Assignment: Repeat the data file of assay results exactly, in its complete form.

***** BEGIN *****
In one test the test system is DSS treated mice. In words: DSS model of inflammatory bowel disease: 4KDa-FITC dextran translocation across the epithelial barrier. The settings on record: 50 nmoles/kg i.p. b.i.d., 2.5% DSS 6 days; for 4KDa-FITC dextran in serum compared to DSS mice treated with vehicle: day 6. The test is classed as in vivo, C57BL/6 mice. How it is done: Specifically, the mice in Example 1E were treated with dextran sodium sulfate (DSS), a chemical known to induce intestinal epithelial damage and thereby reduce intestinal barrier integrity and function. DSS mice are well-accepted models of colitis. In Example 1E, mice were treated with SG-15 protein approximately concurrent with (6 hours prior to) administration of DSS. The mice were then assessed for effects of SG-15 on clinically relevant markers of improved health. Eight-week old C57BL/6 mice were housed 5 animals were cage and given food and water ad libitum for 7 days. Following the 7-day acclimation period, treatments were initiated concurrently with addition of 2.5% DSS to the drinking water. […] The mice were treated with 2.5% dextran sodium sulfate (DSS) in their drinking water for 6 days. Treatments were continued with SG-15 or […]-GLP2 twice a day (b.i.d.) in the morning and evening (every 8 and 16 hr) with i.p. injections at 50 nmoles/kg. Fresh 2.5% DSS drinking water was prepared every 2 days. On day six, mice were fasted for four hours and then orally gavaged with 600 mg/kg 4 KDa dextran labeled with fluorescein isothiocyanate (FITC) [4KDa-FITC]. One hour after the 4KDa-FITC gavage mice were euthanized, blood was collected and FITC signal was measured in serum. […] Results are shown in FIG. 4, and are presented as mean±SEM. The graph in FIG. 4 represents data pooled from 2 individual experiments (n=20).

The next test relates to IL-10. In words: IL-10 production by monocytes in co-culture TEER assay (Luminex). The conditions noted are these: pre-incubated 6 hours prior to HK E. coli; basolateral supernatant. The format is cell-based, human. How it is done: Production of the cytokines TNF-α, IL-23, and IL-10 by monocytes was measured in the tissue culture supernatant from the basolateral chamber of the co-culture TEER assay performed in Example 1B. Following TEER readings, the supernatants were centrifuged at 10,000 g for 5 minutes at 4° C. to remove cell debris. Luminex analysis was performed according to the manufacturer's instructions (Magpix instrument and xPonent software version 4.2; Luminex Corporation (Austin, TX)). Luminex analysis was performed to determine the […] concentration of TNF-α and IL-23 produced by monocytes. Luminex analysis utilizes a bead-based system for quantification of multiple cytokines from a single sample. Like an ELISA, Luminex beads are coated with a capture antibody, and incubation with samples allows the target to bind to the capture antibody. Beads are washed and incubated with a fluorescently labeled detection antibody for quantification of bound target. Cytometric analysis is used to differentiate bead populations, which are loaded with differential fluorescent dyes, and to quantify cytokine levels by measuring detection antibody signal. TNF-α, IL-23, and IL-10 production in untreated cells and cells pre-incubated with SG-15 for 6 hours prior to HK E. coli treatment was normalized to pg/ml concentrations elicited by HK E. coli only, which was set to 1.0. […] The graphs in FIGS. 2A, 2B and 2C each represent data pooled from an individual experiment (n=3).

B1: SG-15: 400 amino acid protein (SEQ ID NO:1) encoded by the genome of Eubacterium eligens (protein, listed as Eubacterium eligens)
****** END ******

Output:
In one test the test system is DSS treated mice. In words: DSS model of inflammatory bowel disease: 4KDa-FITC dextran translocation across the epithelial barrier. The settings on record: 50 nmoles/kg i.p. b.i.d., 2.5% DSS 6 days; for 4KDa-FITC dextran in serum compared to DSS mice treated with vehicle: day 6. The test is classed as in vivo, C57BL/6 mice. How it is done: Specifically, the mice in Example 1E were treated with dextran sodium sulfate (DSS), a chemical known to induce intestinal epithelial damage and thereby reduce intestinal barrier integrity and function. DSS mice are well-accepted models of colitis. In Example 1E, mice were treated with SG-15 protein approximately concurrent with (6 hours prior to) administration of DSS. The mice were then assessed for effects of SG-15 on clinically relevant markers of improved health. Eight-week old C57BL/6 mice were housed 5 animals were cage and given food and water ad libitum for 7 days. Following the 7-day acclimation period, treatments were initiated concurrently with addition of 2.5% DSS to the drinking water. […] The mice were treated with 2.5% dextran sodium sulfate (DSS) in their drinking water for 6 days. Treatments were continued with SG-15 or […]-GLP2 twice a day (b.i.d.) in the morning and evening (every 8 and 16 hr) with i.p. injections at 50 nmoles/kg. Fresh 2.5% DSS drinking water was prepared every 2 days. On day six, mice were fasted for four hours and then orally gavaged with 600 mg/kg 4 KDa dextran labeled with fluorescein isothiocyanate (FITC) [4KDa-FITC]. One hour after the 4KDa-FITC gavage mice were euthanized, blood was collected and FITC signal was measured in serum. […] Results are shown in FIG. 4, and are presented as mean±SEM. The graph in FIG. 4 represents data pooled from 2 individual experiments (n=20).

The next test relates to IL-10. In words: IL-10 production by monocytes in co-culture TEER assay (Luminex). The conditions noted are these: pre-incubated 6 hours prior to HK E. coli; basolateral supernatant. The format is cell-based, human. How it is done: Production of the cytokines TNF-α, IL-23, and IL-10 by monocytes was measured in the tissue culture supernatant from the basolateral chamber of the co-culture TEER assay performed in Example 1B. Following TEER readings, the supernatants were centrifuged at 10,000 g for 5 minutes at 4° C. to remove cell debris. Luminex analysis was performed according to the manufacturer's instructions (Magpix instrument and xPonent software version 4.2; Luminex Corporation (Austin, TX)). Luminex analysis was performed to determine the […] concentration of TNF-α and IL-23 produced by monocytes. Luminex analysis utilizes a bead-based system for quantification of multiple cytokines from a single sample. Like an ELISA, Luminex beads are coated with a capture antibody, and incubation with samples allows the target to bind to the capture antibody. Beads are washed and incubated with a fluorescently labeled detection antibody for quantification of bound target. Cytometric analysis is used to differentiate bead populations, which are loaded with differential fluorescent dyes, and to quantify cytokine levels by measuring detection antibody signal. TNF-α, IL-23, and IL-10 production in untreated cells and cells pre-incubated with SG-15 for 6 hours prior to HK E. coli treatment was normalized to pg/ml concentrations elicited by HK E. coli only, which was set to 1.0. […] The graphs in FIGS. 2A, 2B and 2C each represent data pooled from an individual experiment (n=3).

B1: SG-15: 400 amino acid protein (SEQ ID NO:1) encoded by the genome of Eubacterium eligens (protein, listed as Eubacterium eligens)